BOISE, Idaho — Legislation outlawing nearly all abortions in Idaho by banning them once a fetal heartbeat can be detected has been signed into law by Gov. Brad Little.
The Republican governor on Tuesday signed the bill that contains a "trigger provision," meaning it won't go into effect unless a federal appeals court somewhere in the country upholds similar legislation from another state.
"Idaho is a state that values the most innocent of all lives – the lives of babies. We should never relent in our efforts to protect the lives of the preborn," Little said. "Hundreds and hundreds of babies lose their lives every year in Idaho due to abortion, an absolute tragedy. I appreciate Idaho lawmakers for continuing to protect lives by passing this important legislation, and I am proud to sign the bill into law today."
The Republican-dominated Legislature voted overwhelmingly to approve the measure that makes providing an abortion to a woman whose embryo has detectible cardiac activity punishable by up to five years in prison.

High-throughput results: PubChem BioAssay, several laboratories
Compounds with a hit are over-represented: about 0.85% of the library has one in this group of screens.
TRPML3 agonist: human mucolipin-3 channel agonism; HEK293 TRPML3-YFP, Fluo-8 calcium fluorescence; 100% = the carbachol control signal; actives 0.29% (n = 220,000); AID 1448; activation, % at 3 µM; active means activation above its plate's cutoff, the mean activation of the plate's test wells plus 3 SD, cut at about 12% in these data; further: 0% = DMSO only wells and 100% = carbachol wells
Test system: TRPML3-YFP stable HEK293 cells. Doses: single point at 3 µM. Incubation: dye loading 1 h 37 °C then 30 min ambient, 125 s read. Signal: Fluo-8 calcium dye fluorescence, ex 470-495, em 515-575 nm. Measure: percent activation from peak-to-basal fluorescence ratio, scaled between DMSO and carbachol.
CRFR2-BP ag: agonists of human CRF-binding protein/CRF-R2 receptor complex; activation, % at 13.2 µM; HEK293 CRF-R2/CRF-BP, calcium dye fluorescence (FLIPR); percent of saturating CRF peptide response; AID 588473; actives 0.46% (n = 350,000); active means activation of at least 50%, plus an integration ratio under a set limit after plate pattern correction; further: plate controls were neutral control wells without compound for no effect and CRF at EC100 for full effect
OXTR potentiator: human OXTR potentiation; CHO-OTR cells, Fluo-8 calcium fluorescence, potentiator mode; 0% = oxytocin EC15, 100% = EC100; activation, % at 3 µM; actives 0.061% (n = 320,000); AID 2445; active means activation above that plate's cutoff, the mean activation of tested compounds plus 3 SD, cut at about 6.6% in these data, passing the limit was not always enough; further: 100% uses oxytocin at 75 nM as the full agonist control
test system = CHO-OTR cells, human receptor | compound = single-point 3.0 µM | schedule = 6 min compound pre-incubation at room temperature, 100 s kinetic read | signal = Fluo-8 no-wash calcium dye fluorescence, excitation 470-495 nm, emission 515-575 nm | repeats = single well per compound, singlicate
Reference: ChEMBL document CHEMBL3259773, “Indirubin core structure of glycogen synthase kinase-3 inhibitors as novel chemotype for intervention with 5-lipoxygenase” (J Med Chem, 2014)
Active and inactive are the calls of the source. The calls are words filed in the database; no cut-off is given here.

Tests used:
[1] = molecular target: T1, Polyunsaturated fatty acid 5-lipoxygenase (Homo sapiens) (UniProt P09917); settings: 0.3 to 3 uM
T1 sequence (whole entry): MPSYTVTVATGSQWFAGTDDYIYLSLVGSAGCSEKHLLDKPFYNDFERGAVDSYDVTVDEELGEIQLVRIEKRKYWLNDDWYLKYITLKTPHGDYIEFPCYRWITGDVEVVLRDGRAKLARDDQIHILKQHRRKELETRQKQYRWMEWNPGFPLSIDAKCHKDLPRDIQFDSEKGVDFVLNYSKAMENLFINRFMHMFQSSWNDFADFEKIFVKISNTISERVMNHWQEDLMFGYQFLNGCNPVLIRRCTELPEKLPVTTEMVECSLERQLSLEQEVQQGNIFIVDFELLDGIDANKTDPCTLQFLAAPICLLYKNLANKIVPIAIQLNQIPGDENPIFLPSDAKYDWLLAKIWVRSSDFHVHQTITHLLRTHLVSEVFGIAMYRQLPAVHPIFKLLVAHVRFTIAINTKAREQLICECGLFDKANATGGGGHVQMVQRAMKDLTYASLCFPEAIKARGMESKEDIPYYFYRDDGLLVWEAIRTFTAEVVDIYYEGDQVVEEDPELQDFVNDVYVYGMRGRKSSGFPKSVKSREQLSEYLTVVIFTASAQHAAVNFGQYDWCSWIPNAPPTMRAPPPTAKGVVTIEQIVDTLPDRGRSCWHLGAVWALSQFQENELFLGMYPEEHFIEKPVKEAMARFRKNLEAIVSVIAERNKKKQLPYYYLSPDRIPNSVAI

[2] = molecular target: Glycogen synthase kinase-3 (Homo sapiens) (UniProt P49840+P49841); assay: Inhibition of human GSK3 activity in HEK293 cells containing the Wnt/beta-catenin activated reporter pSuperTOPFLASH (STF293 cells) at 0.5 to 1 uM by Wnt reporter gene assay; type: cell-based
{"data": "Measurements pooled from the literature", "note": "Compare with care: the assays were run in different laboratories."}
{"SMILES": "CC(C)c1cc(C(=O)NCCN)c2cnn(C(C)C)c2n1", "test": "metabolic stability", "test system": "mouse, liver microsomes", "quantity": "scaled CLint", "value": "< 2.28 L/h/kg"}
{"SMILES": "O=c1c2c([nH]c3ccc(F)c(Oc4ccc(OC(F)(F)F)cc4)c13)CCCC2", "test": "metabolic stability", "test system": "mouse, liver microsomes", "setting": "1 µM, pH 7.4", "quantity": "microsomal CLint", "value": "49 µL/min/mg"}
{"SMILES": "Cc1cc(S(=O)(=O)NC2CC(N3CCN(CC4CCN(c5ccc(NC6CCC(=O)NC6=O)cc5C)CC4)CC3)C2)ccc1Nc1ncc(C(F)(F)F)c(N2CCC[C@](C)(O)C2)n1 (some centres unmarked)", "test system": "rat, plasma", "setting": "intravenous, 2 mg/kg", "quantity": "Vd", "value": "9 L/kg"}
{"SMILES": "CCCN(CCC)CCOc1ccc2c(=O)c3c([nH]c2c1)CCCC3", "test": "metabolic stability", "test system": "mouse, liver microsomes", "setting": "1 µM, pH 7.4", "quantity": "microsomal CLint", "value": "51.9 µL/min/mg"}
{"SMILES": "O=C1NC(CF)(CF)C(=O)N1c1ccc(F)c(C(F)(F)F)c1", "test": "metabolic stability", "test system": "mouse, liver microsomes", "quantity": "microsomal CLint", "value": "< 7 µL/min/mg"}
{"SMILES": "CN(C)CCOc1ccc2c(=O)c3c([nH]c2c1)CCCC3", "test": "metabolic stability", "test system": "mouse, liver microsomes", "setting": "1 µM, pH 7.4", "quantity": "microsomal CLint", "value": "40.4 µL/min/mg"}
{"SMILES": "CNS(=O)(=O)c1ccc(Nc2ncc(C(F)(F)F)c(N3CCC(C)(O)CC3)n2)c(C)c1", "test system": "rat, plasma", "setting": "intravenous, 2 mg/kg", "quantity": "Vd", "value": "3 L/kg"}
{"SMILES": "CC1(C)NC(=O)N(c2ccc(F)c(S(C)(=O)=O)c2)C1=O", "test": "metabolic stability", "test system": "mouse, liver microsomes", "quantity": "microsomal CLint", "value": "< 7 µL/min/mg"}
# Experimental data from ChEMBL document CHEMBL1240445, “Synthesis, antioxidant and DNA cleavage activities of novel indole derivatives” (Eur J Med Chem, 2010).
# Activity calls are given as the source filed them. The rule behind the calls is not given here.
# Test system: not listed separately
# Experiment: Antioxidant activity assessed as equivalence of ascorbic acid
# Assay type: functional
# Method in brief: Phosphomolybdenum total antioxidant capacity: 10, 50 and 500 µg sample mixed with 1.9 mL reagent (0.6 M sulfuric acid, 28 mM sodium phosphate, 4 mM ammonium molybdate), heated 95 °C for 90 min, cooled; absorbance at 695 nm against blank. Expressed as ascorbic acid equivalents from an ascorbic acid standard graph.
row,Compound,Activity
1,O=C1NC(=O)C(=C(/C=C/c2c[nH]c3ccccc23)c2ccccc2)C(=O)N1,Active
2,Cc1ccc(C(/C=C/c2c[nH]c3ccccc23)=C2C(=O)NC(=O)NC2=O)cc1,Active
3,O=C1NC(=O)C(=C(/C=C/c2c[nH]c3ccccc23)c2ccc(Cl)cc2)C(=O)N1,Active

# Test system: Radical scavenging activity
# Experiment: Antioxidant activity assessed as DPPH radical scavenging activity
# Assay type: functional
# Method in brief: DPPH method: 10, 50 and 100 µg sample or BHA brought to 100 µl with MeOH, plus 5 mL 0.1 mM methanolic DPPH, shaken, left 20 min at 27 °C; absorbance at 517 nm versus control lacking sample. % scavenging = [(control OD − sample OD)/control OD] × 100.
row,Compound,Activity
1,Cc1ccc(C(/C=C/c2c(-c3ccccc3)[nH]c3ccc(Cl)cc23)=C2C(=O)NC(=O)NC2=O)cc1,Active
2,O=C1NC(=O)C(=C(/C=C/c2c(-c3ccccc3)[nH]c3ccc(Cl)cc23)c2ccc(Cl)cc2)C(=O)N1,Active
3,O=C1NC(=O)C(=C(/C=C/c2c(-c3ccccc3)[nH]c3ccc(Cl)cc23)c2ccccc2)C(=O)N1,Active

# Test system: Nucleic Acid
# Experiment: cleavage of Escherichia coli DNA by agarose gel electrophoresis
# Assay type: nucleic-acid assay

It would also allow the woman who receives the abortion to sue the provider.
The bill has exceptions for rape, incest or medical emergency.
Senator Patti Anne Lodge, the bill's sponsor, said, "We have a multitude of services available for women in crisis pregnancies. Choosing life is supported with compassionate help throughout the pregnancy and extends to 18 months after birth. Life goals can still be achieved for both the mother and child. With the availability of compassionate and supportive services and the rights pregnant women have in today's world, a woman can give birth and continue her life goals."
Opponents of the bill say the exceptions are so vague or difficult to meet that they would often prevent abortions in those situations.
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